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Sue Lingard

Cezanne HR

Marketing Director

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GDPR compliance: practical steps to take control of your HR data


The new GDPR legislation, which becomes law on May 25th, impacts virtually every aspect of how you manage HR data – from the basis on which you collect it to when it needs to be deleted.

The practical implications of some aspects of the legislation will need further clarification; such as the ‘right to be forgotten’ in an employment context and what data portability really means.  The Article 29 Working Party has published some guidance specifically related to employee data and it is to be hoped that more will follow.

However, one thing is crystal clear: HR is in the frontline of GDPR compliance. HR data that relates to an identifiable individual, whether on paper, in spreadsheets or a software system, is covered by the legislation.  It is up to you to make sure that it is collected, managed, updated and secured in a way that ensures your compliance.

Key questions you need to answer

  • Is our HR data secure? A key requirement of GDPR is that ‘personal data’, defined as ‘any information relating to an identifiable person who can be directly or indirectly identified in particular by reference to an identifier’, is processed in a manner that ensures its security.  You have an obligation to implement technical and organisational measures to show you have considered and integrated data protection into your processing activities.
  • Is it accurate? Under GDPR you are required to ensure that personal data is accurate and complete and to put it right when it is not.
  • Can we respond to a subject access request? Current data protection legislation already allows employees and applicants to request a copy of the data you hold about them.  GDPR requires that you respond to these requests more quickly and more comprehensively.
  • How do we handle consent? While companies should not rely on consent to process most employee data, there may be occasions when it is needed.  For example, to pass employee information to a third party such as a benefits provider, for marketing purposes or to track employee movement using CCTV or GPS.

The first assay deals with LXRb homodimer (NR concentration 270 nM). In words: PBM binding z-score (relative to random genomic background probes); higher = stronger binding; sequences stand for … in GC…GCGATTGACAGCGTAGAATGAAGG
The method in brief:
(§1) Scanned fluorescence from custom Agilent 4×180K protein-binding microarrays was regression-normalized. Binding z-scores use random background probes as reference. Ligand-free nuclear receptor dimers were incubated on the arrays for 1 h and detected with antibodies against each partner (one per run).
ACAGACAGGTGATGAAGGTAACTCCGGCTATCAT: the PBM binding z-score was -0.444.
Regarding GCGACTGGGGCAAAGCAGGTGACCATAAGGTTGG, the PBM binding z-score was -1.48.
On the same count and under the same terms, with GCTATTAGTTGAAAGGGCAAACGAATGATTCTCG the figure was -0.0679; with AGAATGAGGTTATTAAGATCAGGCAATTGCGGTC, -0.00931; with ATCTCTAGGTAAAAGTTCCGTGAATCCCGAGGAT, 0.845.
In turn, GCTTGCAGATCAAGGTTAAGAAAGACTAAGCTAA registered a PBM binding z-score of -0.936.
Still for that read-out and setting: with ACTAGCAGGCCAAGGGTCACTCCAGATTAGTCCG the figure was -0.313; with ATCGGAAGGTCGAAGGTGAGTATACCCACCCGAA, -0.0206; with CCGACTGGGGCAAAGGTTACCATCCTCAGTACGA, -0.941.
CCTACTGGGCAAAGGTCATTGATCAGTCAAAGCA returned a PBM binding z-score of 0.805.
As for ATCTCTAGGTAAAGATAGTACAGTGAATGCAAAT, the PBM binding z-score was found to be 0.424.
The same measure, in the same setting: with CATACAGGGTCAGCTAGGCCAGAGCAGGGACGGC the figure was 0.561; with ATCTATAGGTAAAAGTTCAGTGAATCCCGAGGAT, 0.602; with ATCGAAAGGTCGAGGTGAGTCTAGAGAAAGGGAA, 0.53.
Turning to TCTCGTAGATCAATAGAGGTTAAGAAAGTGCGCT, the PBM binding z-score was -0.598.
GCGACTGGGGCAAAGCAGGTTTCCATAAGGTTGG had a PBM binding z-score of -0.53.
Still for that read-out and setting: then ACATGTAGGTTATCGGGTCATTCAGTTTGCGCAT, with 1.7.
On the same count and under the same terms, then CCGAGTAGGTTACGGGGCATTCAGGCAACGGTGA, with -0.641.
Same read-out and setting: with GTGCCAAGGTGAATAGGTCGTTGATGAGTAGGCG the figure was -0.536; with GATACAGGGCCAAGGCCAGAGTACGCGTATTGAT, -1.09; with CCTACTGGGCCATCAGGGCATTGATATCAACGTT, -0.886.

• Can we delete data? Once you no longer need personal data for the purpose for which it was collected, data protection legislation says it should be deleted unless you have other grounds for retaining it.

A new approach for a new era

For companies relying on paper files, digital forms or spreadsheets, these requirements pose a considerable challenge. In fact, it is safe to say that information processed this way is virtually impossible to control or secure.

Employee information is needed by others in the organisation, not just HR. If data or documents are difficult to get hold of, the temptation is for people to take copies and store them elsewhere; with departmental heads, their secretaries or recruiting managers. Paper files rarely get revisited and updated or deleted when no longer relevant.

Excel spreadsheets take on a life of their own, with everyone managing their own version of the truth.  Subject access requests can take days or weeks to put together; and, even giving employees limited visibility into the data you hold about them is fraught with difficulties.

It’s a reality the legislation recognises, at least in part.  Recital 63 of the GDPR says: “Where possible, the controller should be able to provide remote access to a secure system which would provide the data subject with direct access to his or her personal data.”

Centralising all your HR data – including documents – in a single secure HR system with self-service access has other benefits that will take you a long way towards compliance. Information is easier to secure, track, manage and delete.  Consent can be included as part of the data collection process, employees can check their own information and managers can be given restricted online access to information about their teams.

Of course, data security is not a given with all HR systems – and even some of the more modern enterprise systems are not yet GDPR compliant.  Due diligence is essential.

However, for the most part, HR systems developed for the cloud have privacy by design at the heart of their solutions – such as data encryption, password protection and role-based security and will have in place the measures to help you keep your HR data safe.

With effective, cloud-based dedicated HR systems such as these now affordable for the smallest of organisations – and priced in the hundreds rather than the thousands of pounds – there really is no excuse for non-compliance.

GDPR compliance can be an opportunity; not just a necessary evil.  It could be used to help transform businesses and their people processes and is an opportunity that should be grasped firmly with both hands.

Please note: this article is based on our understanding of the requirements of GDPR and should not be relied upon as legal advice or to determine how GDPR might apply to you and your organisation.  You should refer to the legislation and, if in doubt, work with a legally qualified professional to discuss GDPR, how it applies specifically to your organisation, and how best to ensure compliance.

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Sue Lingard

Marketing Director

Read more from Sue Lingard

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